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The Constitution of Modernity: A Critique of Castoriadis

Smith, Karl E (2009) The Constitution of Modernity: A Critique of Castoriadis. European Journal of Social Theory, 12 (4). pp. 505-521. ISSN 1368-4310 (print) 1461-7137 (online)

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Abstract

Every theory of modernity must at least presuppose an implicit ontology of the social-historical. Castoriadis is one of the few who makes these presuppositions explicit. Castoriadis’s socio-cultural ontology reveals that the essentially indeterminate nature of the social-historical entails ontological plurality, in the face of which monological or unilinear theories of modernity collapse — leaving us with a fragmented field of tensions. Castoriadis’s exposition of the ontological plurality of the social-historical is one of his most important contributions to social theory — but when he turns his attention to modernity, he immediately polarizes the field. The aim here is to offer some correctives to Castoriadis’s polarized depiction, primarily by teasing out tensions in his work.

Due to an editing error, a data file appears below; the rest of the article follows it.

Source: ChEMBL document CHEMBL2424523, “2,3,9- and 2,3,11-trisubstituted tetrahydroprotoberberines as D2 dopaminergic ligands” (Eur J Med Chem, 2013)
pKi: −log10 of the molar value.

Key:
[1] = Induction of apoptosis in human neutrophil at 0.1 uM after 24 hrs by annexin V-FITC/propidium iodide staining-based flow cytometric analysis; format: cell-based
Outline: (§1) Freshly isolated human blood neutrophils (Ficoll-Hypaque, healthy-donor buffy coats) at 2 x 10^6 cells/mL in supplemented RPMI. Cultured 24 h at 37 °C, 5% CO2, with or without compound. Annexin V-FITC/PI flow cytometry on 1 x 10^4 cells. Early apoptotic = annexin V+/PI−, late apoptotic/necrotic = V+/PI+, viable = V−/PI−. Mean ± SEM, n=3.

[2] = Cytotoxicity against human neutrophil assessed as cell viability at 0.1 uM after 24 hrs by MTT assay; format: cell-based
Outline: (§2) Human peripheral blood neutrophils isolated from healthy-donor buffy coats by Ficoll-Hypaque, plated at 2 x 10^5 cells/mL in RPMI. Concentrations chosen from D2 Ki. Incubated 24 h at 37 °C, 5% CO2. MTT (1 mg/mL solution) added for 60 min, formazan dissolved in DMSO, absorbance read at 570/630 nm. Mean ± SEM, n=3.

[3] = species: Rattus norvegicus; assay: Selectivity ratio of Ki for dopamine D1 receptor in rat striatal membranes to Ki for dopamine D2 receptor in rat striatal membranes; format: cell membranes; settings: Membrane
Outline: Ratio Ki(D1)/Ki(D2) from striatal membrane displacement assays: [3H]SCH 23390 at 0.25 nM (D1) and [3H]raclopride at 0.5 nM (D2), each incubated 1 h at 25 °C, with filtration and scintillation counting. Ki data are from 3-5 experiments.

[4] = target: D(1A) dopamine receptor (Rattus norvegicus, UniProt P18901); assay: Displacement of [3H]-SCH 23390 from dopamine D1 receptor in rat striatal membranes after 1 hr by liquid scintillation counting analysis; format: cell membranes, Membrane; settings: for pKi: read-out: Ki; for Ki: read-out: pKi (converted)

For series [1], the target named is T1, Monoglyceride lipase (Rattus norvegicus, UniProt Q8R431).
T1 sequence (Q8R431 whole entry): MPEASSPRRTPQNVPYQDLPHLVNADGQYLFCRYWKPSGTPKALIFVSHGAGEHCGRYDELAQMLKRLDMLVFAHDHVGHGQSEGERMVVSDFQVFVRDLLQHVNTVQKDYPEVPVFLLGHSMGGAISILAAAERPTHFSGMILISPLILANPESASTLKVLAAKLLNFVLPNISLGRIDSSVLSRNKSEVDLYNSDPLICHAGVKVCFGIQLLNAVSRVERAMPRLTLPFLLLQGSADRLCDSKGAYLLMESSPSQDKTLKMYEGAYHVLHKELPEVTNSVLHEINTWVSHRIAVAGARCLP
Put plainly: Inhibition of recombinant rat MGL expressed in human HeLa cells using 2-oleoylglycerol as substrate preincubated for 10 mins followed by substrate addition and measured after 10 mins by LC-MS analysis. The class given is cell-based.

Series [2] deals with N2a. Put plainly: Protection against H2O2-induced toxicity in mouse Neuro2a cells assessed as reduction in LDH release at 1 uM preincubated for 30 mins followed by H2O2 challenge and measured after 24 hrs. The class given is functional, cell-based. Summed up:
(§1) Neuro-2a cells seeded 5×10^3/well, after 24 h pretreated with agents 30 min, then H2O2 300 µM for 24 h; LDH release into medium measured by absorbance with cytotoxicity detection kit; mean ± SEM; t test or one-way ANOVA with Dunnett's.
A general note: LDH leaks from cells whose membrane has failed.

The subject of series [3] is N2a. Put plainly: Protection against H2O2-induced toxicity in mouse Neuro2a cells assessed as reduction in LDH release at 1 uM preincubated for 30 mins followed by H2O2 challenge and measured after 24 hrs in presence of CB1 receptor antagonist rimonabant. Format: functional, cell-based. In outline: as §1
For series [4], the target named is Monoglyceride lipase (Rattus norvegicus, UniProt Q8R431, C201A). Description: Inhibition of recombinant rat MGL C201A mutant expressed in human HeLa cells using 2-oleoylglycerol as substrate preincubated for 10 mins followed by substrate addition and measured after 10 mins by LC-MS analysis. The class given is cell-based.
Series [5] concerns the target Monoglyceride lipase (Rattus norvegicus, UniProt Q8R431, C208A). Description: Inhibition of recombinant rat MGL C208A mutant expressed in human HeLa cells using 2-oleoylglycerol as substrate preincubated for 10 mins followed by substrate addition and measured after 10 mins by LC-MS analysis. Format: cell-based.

Item Type: Article
Uncontrolled Keywords: ResPubID23000, autonomy, Castoriadis, culture, modernity, social ontology
Subjects: FOR Classification > 2202 History and Philosophy of Specific Fields
Faculty/School/Research Centre/Department > School of Social Sciences and Psychology
Depositing User: VUIR
Date Deposited: 19 Jul 2012 07:13
Last Modified: 19 Jul 2012 07:17
URI: http://vuir.vu.edu.au/id/eprint/8869
DOI: 10.1177/1368431009345048
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Citations in Scopus: 4 - View on Scopus

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